LONDON — Maurizio Sarri was laughing as he left the Wembley press room after Chelsea’s Carabao Cup final defeat against Manchester City. All’s well that ends well, by all accounts, despite the Italian being incandescent with rage just an hour earlier after seeing goalkeeper Kepa Arrizabalaga refuse to leave the pitch for a late substitution in favour of understudy Willy Caballero.
At that point, Sarri had stormed down the tunnel, seemingly heading for the first taxi out of Wembley. Moments earlier, he had beckoned Kepa toward him — assistant manager Gianfranco Zola tried similar — but the 24-year-old Spaniard, who had twice received treatment from the Chelsea physio, declined to leave the pitch.
David Luiz was the only player who appeared to suggest that Kepa should do as he was told, but the change was not made. Caballero, the former City goalkeeper who saved three penalties during a shootout victory vs. Liverpool in this final three years ago, then had a little moment of his own, heading halfway down the tunnel in some kind of half-protest at being denied the chance to be a hero again.
Chelsea’s subsequent defeat on penalties — Kepa saved from Leroy Sane, but allowed a soft Sergio Aguero effort to squirm through his hands — completed a strange end to a bizarre afternoon for Sarri, who had gone into the game with his future in doubt after Chelsea’s alarming recent loss of form and reports of players losing faith.
The irony is that, for 118 minutes, it was a good day for the former Napoli coach, who was seeking the first trophy of his managerial career.
Against opponents that had destroyed Chelsea 6-0 in a Premier League game just two weeks ago, his initial game plan worked and his substitutions, for once, made Chelsea better. Even Jorginho, the much-maligned central midfielder in whom so much of Sarri’s trust is placed, was justifying his manager’s faith with an impressive performance.
But then the wheels came off spectacularly, with a show of petulance from the £71 million summer signing that has led to all manner of questions about Sarri’s future at Stamford Bridge. Kepa’s reaction was that of a teenager being told to turn off his bedroom light, and the incident developed into one of those father-son moments in which nobody is prepared to back down.
That the player ultimately stayed on the pitch, though, made Sarri look weak and out of control. Sir Alex Ferguson was always quick to insist that control was the important thing for any manager to have.
“If the coach has no control, he will not last,” the former Manchester United manager once said. “You can’t ever lose control; not when you are dealing with 30 top professionals who are all millionaires. If anyone steps out of my control, that’s them dead.”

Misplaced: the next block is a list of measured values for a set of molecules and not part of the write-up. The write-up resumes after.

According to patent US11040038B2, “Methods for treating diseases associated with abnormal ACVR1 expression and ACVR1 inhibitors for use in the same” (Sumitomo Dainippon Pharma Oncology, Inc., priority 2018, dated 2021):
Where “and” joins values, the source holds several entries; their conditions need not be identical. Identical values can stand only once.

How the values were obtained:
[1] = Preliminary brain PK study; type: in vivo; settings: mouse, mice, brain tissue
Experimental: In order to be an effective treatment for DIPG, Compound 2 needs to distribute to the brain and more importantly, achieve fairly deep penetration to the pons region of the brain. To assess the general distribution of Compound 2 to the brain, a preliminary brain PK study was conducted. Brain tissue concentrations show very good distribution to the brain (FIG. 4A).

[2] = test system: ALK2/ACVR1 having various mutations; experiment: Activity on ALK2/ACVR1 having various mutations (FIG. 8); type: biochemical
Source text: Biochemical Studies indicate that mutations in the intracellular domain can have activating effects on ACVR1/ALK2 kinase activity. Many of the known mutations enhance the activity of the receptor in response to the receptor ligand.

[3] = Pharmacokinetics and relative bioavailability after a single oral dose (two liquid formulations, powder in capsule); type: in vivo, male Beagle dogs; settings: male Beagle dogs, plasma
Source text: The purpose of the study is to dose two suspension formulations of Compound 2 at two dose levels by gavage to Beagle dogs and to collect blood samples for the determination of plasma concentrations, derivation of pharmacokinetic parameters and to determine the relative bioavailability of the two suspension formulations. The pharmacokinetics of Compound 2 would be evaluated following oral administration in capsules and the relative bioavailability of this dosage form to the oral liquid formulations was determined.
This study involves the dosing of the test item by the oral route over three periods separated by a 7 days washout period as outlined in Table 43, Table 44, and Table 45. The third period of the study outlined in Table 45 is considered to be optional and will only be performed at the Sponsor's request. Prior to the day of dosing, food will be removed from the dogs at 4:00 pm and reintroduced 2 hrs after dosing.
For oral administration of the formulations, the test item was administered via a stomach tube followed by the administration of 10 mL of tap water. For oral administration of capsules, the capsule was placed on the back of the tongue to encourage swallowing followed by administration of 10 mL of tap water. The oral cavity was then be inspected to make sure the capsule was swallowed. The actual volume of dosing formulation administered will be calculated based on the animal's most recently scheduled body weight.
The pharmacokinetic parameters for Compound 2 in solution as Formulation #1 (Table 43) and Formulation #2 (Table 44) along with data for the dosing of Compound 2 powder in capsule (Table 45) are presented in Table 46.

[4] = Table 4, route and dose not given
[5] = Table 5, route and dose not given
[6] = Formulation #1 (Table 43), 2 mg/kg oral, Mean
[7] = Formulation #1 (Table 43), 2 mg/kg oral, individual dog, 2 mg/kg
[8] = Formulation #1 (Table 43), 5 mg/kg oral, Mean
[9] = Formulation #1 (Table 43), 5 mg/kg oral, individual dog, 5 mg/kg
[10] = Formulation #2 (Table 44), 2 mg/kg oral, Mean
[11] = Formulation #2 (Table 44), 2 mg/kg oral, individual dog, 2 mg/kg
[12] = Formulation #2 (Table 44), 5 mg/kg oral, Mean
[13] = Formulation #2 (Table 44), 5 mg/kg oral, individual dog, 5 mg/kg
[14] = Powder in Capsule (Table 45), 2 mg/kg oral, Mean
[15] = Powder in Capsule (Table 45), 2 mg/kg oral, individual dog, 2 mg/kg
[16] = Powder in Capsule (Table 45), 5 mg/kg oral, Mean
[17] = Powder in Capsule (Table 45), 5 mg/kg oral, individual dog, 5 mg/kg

Sarri has no control at Chelsea — Kepa’s act of defiance proved that — and the manager then made things worse for himself by absolving blame after the game.
“It was a big misunderstanding,” Sarri said. “I understood [Kepa] had cramp, so I didn’t want the goalkeeper to go to the penalties in that physical condition. I only realised the situation after three or four minutes when the doctor arrived on the bench.
“Kepa was right, but in the wrong way. Wrong in the way he conducted himself, but mentally, he was right because he was able to go to the penalties.”
The hole in the story is that Sarri could have gone to the touchline and asked the player himself; a thumbs up or down would have resolved the situation. Instead, the world witnessed a display of defiance that suggested Kepa had no fear of the consequences for defying his manager.
Perhaps this was inevitable at a club like Chelsea, where the real boss has been owner Roman Abramovich since he bought the club in 2003, meaning no manager has been able to develop the control that Ferguson insisted was crucial.
For his part, Kepa also followed the line that the incident came about because of a misunderstanding, before acknowledging that it was hardly an edifying look for all concerned.
“In no moment was it my intention to disobey, or anything like that, with the boss,” he said. “Just that it was misunderstood, because I had been attended to by the medics twice, and he thought that I wasn’t in condition to continue. It was two or three minutes of confusion until the medics got to the bench, and they explained everything well.
“I know if you see it from outside, I don’t know how it went out, it is not the best image. I have spoken with the boss. I think it was misunderstood. I understand that on television, on social media, they’re talking about this, but I am here to explain it, to say that it wasn’t my intention to go against the manager.
So, what happens next? Perhaps Sarri and Chelsea move past this episode and continue to compete for a top-four finish in the Premier League — they host Tottenham on Wednesday — and to win the Europa League. Even the most one-eyed of fans would struggle to see that scenario playing out, though, after such an ignominious end to a week that began with the end of the club’s FA Cup defence at the hands of Manchester United.
After letting Kepa off the hook despite such a high profile show of dissent, can Sarri effectively manage the rest of the squad? John Terry, the former Chelsea captain who was watching the game while working a pundit on Sky Sports in the UK, suggested that the issue would need to be addressed straightaway.
Sarri’s initial attempt to deal with it gave the impression that players can get away with anything that can be passed off as a misunderstanding. Despite that, he left Wembley smiling and insisting he was still in command.
“I think that, if you saw the match, you can understand very well that, today, the players played exactly the match we prepared yesterday,” he said. “So I think I am in control, fully in control of the situation.”
Time will tell.